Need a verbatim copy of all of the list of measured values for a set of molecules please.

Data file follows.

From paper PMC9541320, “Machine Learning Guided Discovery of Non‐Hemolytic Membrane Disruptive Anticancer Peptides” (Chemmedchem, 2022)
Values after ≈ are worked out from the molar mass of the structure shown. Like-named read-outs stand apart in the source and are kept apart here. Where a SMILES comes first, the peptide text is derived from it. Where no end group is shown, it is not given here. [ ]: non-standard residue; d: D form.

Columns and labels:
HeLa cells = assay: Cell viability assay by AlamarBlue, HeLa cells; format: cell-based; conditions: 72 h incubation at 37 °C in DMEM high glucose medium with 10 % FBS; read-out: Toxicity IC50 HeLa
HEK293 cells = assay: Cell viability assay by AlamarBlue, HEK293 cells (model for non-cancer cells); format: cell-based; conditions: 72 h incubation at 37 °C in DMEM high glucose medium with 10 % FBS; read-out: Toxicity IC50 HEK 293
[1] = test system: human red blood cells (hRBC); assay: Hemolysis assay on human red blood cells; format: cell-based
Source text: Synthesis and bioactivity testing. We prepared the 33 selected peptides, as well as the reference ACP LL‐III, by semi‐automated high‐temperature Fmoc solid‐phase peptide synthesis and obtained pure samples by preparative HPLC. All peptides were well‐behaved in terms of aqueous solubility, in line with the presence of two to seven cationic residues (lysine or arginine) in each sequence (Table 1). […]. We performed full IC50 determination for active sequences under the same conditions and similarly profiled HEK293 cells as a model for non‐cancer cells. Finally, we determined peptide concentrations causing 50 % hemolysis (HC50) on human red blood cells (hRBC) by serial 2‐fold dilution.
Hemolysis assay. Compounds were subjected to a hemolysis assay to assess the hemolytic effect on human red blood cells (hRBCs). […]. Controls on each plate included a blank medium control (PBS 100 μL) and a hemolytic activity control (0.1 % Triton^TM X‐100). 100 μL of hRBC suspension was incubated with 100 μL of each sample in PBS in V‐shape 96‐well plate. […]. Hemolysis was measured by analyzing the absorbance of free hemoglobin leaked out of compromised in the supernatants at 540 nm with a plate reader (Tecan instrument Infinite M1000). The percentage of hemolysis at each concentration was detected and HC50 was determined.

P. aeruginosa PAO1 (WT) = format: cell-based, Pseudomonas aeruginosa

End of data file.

From paper PMC9541320, “Machine Learning Guided Discovery of Non‐Hemolytic Membrane Disruptive Anticancer Peptides” (Chemmedchem, 2022)
Values after ≈ are worked out from the molar mass of the structure shown. Like-named read-outs stand apart in the source and are kept apart here. Where a SMILES comes first, the peptide text is derived from it. Where no end group is shown, it is not given here. [ ]: non-standard residue; d: D form.

Columns and labels:
HeLa cells = assay: Cell viability assay by AlamarBlue, HeLa cells; format: cell-based; conditions: 72 h incubation at 37 °C in DMEM high glucose medium with 10 % FBS; read-out: Toxicity IC50 HeLa
HEK293 cells = assay: Cell viability assay by AlamarBlue, HEK293 cells (model for non-cancer cells); format: cell-based; conditions: 72 h incubation at 37 °C in DMEM high glucose medium with 10 % FBS; read-out: Toxicity IC50 HEK 293
[1] = test system: human red blood cells (hRBC); assay: Hemolysis assay on human red blood cells; format: cell-based
Source text: Synthesis and bioactivity testing. We prepared the 33 selected peptides, as well as the reference ACP LL‐III, by semi‐automated high‐temperature Fmoc solid‐phase peptide synthesis and obtained pure samples by preparative HPLC. All peptides were well‐behaved in terms of aqueous solubility, in line with the presence of two to seven cationic residues (lysine or arginine) in each sequence (Table 1). […]. We performed full IC50 determination for active sequences under the same conditions and similarly profiled HEK293 cells as a model for non‐cancer cells. Finally, we determined peptide concentrations causing 50 % hemolysis (HC50) on human red blood cells (hRBC) by serial 2‐fold dilution.
Hemolysis assay. Compounds were subjected to a hemolysis assay to assess the hemolytic effect on human red blood cells (hRBCs). […]. Controls on each plate included a blank medium control (PBS 100 μL) and a hemolytic activity control (0.1 % Triton^TM X‐100). 100 μL of hRBC suspension was incubated with 100 μL of each sample in PBS in V‐shape 96‐well plate. […]. Hemolysis was measured by analyzing the absorbance of free hemoglobin leaked out of compromised in the supernatants at 540 nm with a plate reader (Tecan instrument Infinite M1000). The percentage of hemolysis at each concentration was detected and HC50 was determined.

P. aeruginosa PAO1 (WT) = format: cell-based, Pseudomonas aeruginosa